Boston Classical Review Full review
[Concert Review] Club BMOP's alternative narratives

Gil Rose presented Boston Modern Opera Project’s first Club Concert of the season on Monday evening, November 29. These evenings, which began at the Club Café in Boston in 2003 and this year moved to the Oberon in Cambridge, are hosted by BMOP’s Score Board (New England composers) whose members take turns “curating.” On this occasion it was Curtis K. Hughes who introduced each work, with pianist Sarah Bob introducing Hughes’s own composition.

The Boston Musical Intelligencer Full review
[CD Review] The Classical Voice of New England reviews John Harbison: Full Moon in March

This recording from Gil Rose and the Boston Modern Orchestra Project includes two of John Harbison’s prominent vocal works, the Mirabai Songs and his opera, Full Moon in March. The former is based on a text by a 16th-century Indian mystical poet and street-dancer, while the latter is loosely adapted by the composer from a play by William Butler Yeats. The last piece on this recording is an elegiac tribute to Calvin Simmons, a young conductor of the Oakland Symphony who died in a boating accident.

Classical Voice of New England Full review
[Press Release] BMOP/sound releases John Harbison: Full Moon in March

BMOP/sound, the nation's foremost label launched by an orchestra and devoted exclusively to new music recordings, today announced the album release of John Harbison: Full Moon in March. Pulitzer Prize-winning composer John Harbison is one of America's most prominent artistic figures. As part of BMOP's ongoing effort to perform, record, and disseminate Harbison's significant, early works, the album includes two vocal works: his chamber opera, Full Moon in March (1977), which is based on W.B.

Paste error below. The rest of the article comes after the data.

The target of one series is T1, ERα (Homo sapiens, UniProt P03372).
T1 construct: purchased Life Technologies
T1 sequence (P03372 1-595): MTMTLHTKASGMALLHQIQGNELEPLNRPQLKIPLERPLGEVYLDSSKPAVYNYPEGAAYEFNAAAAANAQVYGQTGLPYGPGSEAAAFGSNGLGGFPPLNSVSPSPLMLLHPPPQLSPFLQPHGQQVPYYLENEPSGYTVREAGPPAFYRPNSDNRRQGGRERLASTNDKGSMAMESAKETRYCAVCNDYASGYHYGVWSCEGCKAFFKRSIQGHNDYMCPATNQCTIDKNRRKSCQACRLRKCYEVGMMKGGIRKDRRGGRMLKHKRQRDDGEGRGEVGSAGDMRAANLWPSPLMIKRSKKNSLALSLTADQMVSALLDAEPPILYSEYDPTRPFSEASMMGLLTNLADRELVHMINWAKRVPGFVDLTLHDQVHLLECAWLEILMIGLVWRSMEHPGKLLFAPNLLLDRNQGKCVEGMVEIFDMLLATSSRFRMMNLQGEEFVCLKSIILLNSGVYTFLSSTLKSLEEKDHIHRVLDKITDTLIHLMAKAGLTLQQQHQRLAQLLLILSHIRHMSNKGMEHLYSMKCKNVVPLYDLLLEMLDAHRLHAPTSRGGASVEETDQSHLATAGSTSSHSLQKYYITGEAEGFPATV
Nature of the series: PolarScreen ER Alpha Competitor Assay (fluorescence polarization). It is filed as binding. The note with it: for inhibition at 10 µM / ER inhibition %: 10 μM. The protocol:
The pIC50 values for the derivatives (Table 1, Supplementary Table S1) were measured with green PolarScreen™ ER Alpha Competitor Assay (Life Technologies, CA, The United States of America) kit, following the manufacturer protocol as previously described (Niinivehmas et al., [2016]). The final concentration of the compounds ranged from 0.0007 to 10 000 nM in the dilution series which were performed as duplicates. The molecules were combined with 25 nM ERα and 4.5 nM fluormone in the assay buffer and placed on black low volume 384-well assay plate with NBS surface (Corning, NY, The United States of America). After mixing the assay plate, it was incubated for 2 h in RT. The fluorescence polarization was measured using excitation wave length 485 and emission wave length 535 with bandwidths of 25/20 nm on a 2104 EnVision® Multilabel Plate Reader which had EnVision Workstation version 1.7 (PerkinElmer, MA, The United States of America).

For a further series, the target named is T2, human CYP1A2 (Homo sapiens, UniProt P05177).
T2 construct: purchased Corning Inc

Full review
[Concert Review] Harbison's ambitious Winter's Tale arrives with spring

John Harbison’s music is so ubiquitous here that you might think there was nothing more to discover. Yet until Friday, Boston had never heard Winter’s Tale, the Shakespeare-based opera he composed in the 1970s. The ever-intrepid Boston Modern Orchestra Project’s concert performance took place, ironically, on the first day of spring.

The Boston Globe Full review
[Concert Review] Mad love

The destructive power of jealousy makes a good subject for opera. One of Shakespeare’s plays about this most irrational emotion, the tragedy Othello, has been turned into a very good opera by Rossini and a great one by Verdi and his best librettist, Arrigo Boito.

The Boston Phoenix Full review
[CD Review] Gramophone reviews John Harbison: Ulysses

John Harbison began composing a full-length ballet based on the legend of Ulysses in the 1980s without any prospect of a staged performance. The ballet’s second act, “Ulysses’ Bow”, was played in concert and recorded by André Previn and the Pittsburgh Symphony in 1984 but the complete score didn’t come off the shelf until 2003, when the Boston Modern Orchestra Project, led by Gil Rose, brought it to belated life. Their efforts were eminently worthwhile, as the recording of the entire work released on their own label confirms.

Gramophone Full review
[CD Review] Fanfare reviews John Harbison: Ulysses

One of the reasons John Harbison (b. 1938) is now probably our country’s premier serious composer is the comprehensive range of his catalog. He has made a conscious effort to address all of the various classical genres, from a three-act opera to many kinds of miniatures, both vocal and instrumental.

Fanfare Full review
[CD Review] American Record Guide reviews John Harbison: Ulysses

John Harbison’s ballet Ulysses (1984, rev. 2003) was inspired by the final scenes from Monteverdi’s Ritorno d’Ulisse, where the hero strings his bow and goes on to win back both his kingdom and his wife. The ballet is in two large parts, ‘Ulysses’ Raft’, and ‘Ulysses’ Bow’, the latter having been previously recorded by the Pittsburgh Symphony on Nonesuch. This is the first recording of the complete ballet, which (incredibly) still awaits staging.